China policy round-up: PBoC and MoF in public spat, banks told to back weaker borrowers, CSRC gets a new director for international affairs
The research chief at the People’s Bank of China got into a rare war of words with the finance ministry, regulators push banks to lend to small businesses and buy lower-rated corporate bonds, and the securities watchdog appoints a new head for the international department.
- Xu Zhong, head of the research bureau at China’s central bank, criticised the country’s finance ministry for not spending enough. He argued in a July 13 article that state-owned financial institutions lack capital as China deleverages and that the finance ministry should inject cash into these companies. Only then will these institutions have enough capability to weather a financial crisis, he said
. His discontent with the Ministry of Finance was thinly veiled.
“Finance is the foundation and pillar of a country’s governance,” he said. “We must look at issues concerning finance from the angle of the country, and not that of government ministries.”
His comments were rebutted by an anonymous official at the Ministry of Finance, who penned an article in local media on July 15, saying MoF has already increased government spending. This official also took aim at the central bank’s crown jewel — RMB internationalisation.
“RMB’s status globally still lags behind that of the Chinese economy,” said the official. “In terms of policymaking, [the PBoC] carries the characteristics of a small country’s central bank.”
- The PBoC will lend through the medium-term lending facility (MLF) to onshore banks that buy non-financial corporate bonds with low ratings, a July 19 Chinese media report has claimed.
The size of loans these banks are set to receive will match the scale of their investment in bonds rated AA+ or above, but if they tap those rated below this threshold, they will receive twice as much in MLF loans, the media report claimed.
- Guo Shuqing, the chairman of the China Banking and Insurance Regulatory Commission, asked banks to help small and private businesses to get the funding they need in a July 17 meeting, which took place in the headquarters of Bank of China.
Participants of the meeting, which included representatives from Agricultural Bank of China, BOC, China Construction Bank and Industrial and Commercial Bank of China, agreed that the big banks should lead the way in lending to small businesses and keep the lending costs down. They also said they would use technologies such as artificial intelligence to speed up the approval process for borrowers.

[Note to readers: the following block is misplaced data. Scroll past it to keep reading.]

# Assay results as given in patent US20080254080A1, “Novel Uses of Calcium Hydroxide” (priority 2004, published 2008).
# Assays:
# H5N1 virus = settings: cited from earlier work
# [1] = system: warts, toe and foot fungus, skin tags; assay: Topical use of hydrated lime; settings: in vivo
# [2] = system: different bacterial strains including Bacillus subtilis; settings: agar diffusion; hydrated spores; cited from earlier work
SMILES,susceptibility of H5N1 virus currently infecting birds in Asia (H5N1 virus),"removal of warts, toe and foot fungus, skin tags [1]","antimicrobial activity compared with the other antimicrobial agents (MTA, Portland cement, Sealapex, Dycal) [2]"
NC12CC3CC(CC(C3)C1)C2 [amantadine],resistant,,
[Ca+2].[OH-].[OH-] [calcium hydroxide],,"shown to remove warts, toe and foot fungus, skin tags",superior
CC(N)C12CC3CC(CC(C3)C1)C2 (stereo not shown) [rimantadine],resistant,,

- The China Securities Regulatory Commission (CSRC) has named a new director to head up its international department, which plays a key role in constructing the cross-border schemes, such as Stock Connect, according to a July 19 media report.
Shen Bing was the deputy director-general at the department before his promotion. He replaces Jiang Feng, who left his post two months ago to join the Shanghai Stock Exchange as general manager, said the media report.
- Members of the US Congress have agreed to bolster the Committee on Foreign Investment in the US (CFIUS), in a bid to stop investments or acquisitions that could help foreign companies, including Chinese ones, harm its national security, according to a July 19 media report.
The agreement boosted CFIUS’ export-control process to put transactions outside the US under review, including joint-venture agreements that involving US technology. It will also strengthen CFIUS’s ability to scrutinise foreign companies’ minority stakes through venture capital funds and other channels.
- Congress’s move came just three days after China lodged a complaint with the World Trade Organization against the US, which was a response to Washington’s threat to impose an additional $200bn of tariffs on Chines goods.
Also on July 16, Liu He, vice premier of China, met with Jyrki Katainen, vice president of the European Commission. He said China will join hands with the European Union to fight unilateralism and trade bullying and reform the WTO.